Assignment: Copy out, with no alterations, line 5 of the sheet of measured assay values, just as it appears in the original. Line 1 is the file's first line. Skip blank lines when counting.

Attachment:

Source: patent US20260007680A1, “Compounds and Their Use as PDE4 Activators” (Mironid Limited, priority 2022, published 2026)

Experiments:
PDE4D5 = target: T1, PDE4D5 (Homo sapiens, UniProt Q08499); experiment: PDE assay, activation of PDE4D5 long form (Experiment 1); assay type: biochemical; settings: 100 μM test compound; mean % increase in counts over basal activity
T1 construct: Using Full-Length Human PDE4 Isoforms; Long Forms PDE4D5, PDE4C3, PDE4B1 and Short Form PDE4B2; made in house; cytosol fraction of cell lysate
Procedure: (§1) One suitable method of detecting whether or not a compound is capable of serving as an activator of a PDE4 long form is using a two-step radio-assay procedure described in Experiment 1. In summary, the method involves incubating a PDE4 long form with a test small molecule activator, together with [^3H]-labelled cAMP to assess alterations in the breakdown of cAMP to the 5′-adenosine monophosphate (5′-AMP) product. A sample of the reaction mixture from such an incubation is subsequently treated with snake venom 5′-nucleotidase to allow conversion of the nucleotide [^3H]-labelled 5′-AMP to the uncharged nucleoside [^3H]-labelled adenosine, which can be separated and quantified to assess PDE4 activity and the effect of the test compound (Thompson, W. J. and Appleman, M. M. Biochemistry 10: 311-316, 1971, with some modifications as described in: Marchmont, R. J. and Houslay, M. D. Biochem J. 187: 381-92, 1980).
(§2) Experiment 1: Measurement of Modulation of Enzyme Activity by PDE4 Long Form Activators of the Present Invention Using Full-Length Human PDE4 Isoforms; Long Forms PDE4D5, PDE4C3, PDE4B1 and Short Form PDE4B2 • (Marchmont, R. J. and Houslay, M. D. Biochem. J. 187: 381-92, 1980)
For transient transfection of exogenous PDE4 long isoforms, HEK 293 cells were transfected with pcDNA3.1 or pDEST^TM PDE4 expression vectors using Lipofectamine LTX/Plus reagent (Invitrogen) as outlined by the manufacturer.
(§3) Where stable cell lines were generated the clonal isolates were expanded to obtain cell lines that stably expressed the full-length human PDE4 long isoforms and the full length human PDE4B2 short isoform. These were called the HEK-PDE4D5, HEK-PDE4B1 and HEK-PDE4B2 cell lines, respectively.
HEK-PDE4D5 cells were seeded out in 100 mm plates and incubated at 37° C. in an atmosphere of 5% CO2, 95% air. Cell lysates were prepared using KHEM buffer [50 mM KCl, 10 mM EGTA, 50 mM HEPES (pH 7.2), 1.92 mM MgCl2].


Procedure: (§1) One suitable method of detecting whether or not a compound is capable of serving as an activator of a PDE4 long form is using a two-step radio-assay procedure described in Experiment 1. In summary, the method involves incubating a PDE4 long form with a test small molecule activator, together with [^3H]-labelled cAMP to assess alterations in the breakdown of cAMP to the 5′-adenosine monophosphate (5′-AMP) product. A sample of the reaction mixture from such an incubation is subsequently treated with snake venom 5′-nucleotidase to allow conversion of the nucleotide [^3H]-labelled 5′-AMP to the uncharged nucleoside [^3H]-labelled adenosine, which can be separated and quantified to assess PDE4 activity and the effect of the test compound (Thompson, W. J. and Appleman, M. M. Biochemistry 10: 311-316, 1971, with some modifications as described in: Marchmont, R. J. and Houslay, M. D. Biochem J. 187: 381-92, 1980).